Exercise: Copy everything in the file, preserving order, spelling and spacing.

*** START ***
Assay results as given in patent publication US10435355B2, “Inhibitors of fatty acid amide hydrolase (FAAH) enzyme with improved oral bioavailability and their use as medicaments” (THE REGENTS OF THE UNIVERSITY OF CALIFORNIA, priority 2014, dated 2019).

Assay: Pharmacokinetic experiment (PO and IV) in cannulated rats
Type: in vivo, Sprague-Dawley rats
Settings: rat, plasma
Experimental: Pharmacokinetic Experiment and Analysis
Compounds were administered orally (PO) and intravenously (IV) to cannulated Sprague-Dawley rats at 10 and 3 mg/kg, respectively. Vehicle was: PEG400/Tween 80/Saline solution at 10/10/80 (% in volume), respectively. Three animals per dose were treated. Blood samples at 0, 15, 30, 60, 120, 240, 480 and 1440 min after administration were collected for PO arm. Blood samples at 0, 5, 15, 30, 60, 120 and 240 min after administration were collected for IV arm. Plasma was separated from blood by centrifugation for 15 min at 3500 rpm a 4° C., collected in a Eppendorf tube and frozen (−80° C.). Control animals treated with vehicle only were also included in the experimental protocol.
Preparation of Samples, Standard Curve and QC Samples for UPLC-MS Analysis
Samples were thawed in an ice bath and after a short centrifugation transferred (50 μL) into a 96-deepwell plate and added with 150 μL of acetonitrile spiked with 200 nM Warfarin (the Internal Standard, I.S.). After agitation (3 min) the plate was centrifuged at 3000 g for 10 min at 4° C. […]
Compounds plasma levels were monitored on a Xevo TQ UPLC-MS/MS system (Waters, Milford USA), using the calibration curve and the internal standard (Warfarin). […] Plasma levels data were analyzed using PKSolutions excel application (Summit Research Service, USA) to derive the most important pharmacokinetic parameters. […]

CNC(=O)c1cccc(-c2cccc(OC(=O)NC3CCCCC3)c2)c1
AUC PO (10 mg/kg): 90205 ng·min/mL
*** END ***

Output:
Assay results as given in patent publication US10435355B2, “Inhibitors of fatty acid amide hydrolase (FAAH) enzyme with improved oral bioavailability and their use as medicaments” (THE REGENTS OF THE UNIVERSITY OF CALIFORNIA, priority 2014, dated 2019).

Assay: Pharmacokinetic experiment (PO and IV) in cannulated rats
Type: in vivo, Sprague-Dawley rats
Settings: rat, plasma
Experimental: Pharmacokinetic Experiment and Analysis
Compounds were administered orally (PO) and intravenously (IV) to cannulated Sprague-Dawley rats at 10 and 3 mg/kg, respectively. Vehicle was: PEG400/Tween 80/Saline solution at 10/10/80 (% in volume), respectively. Three animals per dose were treated. Blood samples at 0, 15, 30, 60, 120, 240, 480 and 1440 min after administration were collected for PO arm. Blood samples at 0, 5, 15, 30, 60, 120 and 240 min after administration were collected for IV arm. Plasma was separated from blood by centrifugation for 15 min at 3500 rpm a 4° C., collected in a Eppendorf tube and frozen (−80° C.). Control animals treated with vehicle only were also included in the experimental protocol.
Preparation of Samples, Standard Curve and QC Samples for UPLC-MS Analysis
Samples were thawed in an ice bath and after a short centrifugation transferred (50 μL) into a 96-deepwell plate and added with 150 μL of acetonitrile spiked with 200 nM Warfarin (the Internal Standard, I.S.). After agitation (3 min) the plate was centrifuged at 3000 g for 10 min at 4° C. […]
Compounds plasma levels were monitored on a Xevo TQ UPLC-MS/MS system (Waters, Milford USA), using the calibration curve and the internal standard (Warfarin). […] Plasma levels data were analyzed using PKSolutions excel application (Summit Research Service, USA) to derive the most important pharmacokinetic parameters. […]

CNC(=O)c1cccc(-c2cccc(OC(=O)NC3CCCCC3)c2)c1
AUC PO (10 mg/kg): 90205 ng·min/mL